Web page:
How are Maghreb countries engaging China’s growing influence in the region?
The Maghreb countries increasingly view Beijing as a viable alternative partner to the West (i.e. Europe and the U.S.), leading them to expand their strategic cooperation with China in economic and cultural affairs and in political and defense issues. Beijing is also showcasing its development model that seeks to combine authoritarianism with economic growth across the region. As such, the PRC’s growing role in the Maghreb is likely to have far-reaching economic and geopolitical consequences for countries in the region. The PRC’s increasing ties with these countries center mainly on trade, infrastructure projects, ports, shipping, financial cooperation, tourism, and manufacturing. China can be expected to expand and deepen these connections in the coming years, given the Maghreb’s strategic geographical location.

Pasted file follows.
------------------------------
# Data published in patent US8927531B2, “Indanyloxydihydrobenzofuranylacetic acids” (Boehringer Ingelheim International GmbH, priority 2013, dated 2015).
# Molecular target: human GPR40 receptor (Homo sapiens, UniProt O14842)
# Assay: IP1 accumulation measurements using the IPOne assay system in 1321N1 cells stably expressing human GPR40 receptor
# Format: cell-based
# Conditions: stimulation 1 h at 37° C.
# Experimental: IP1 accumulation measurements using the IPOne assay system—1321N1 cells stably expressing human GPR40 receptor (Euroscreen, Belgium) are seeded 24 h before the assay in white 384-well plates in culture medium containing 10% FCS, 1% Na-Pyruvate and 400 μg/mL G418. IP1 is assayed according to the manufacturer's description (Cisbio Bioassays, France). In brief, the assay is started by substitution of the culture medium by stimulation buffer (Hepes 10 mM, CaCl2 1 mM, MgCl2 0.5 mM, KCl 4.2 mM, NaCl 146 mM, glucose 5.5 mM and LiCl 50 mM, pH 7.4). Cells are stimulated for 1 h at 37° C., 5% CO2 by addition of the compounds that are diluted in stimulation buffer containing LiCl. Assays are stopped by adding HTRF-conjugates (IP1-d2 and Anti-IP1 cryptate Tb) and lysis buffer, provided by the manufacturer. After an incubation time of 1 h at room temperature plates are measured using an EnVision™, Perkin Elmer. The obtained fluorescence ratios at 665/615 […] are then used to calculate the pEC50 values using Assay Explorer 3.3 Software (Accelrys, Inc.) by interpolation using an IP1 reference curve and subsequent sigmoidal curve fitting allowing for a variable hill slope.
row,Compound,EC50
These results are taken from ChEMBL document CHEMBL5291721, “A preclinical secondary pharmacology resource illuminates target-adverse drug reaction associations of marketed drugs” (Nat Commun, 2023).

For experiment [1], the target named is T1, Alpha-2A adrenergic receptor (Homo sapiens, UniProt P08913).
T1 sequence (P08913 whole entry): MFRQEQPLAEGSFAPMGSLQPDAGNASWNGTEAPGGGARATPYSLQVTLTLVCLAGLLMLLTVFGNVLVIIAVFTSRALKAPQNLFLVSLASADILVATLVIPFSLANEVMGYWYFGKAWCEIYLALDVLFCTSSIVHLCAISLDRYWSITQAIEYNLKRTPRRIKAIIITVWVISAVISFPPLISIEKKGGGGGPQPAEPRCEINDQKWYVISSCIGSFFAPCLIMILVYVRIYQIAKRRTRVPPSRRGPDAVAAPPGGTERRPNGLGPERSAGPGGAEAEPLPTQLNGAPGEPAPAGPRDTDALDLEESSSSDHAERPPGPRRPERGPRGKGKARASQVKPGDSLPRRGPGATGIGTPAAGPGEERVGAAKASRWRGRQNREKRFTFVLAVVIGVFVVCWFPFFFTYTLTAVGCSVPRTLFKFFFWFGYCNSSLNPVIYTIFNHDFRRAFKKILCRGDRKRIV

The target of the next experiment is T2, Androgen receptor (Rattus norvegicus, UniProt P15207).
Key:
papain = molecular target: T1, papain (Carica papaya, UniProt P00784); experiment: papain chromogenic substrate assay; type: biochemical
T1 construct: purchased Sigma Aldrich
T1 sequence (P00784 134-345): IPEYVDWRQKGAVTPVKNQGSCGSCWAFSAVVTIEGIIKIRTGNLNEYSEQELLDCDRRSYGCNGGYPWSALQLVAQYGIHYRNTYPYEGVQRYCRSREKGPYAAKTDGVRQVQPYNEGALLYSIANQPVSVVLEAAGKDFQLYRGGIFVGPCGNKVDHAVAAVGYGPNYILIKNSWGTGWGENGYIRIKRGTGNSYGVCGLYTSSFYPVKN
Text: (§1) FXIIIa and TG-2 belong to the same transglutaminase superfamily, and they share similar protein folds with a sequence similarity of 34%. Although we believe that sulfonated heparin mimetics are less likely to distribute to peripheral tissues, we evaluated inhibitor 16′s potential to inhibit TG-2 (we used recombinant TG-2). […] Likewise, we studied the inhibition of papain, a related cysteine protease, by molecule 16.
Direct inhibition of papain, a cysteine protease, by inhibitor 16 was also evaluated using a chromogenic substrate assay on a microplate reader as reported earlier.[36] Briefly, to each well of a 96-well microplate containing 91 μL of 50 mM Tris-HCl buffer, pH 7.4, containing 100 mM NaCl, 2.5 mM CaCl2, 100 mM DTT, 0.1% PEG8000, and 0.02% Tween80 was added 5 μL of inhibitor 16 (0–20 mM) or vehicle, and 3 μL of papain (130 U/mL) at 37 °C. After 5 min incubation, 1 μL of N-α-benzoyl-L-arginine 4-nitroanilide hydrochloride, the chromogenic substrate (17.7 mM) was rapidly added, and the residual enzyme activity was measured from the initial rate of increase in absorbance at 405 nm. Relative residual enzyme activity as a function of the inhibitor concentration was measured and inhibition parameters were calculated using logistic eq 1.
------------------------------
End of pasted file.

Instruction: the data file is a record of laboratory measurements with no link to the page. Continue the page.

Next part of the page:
How does the Maghreb serve China’s overall agenda and ambitions in Africa?
The Maghreb trade routes help the PRC diversify its supply chains and create a China-Indian Ocean-Africa-Mediterranean Sea blue economic passage to connect Africa to new maritime economic corridors in Pakistan, Bangladesh, Sri Lanka, and Myanmar. For the PRC, the opportunity to contribute to and exploit the Maghreb region’s potential as a trans-Mediterranean and trans-Saharan trade hub (through its infrastructure projects and manufacturing localization) is a highly appealing primary goal BRI framework. Thus, the new Silk Road grand strategy looks set to decisively shape Chinese activities in the Maghreb region into the foreseeable future.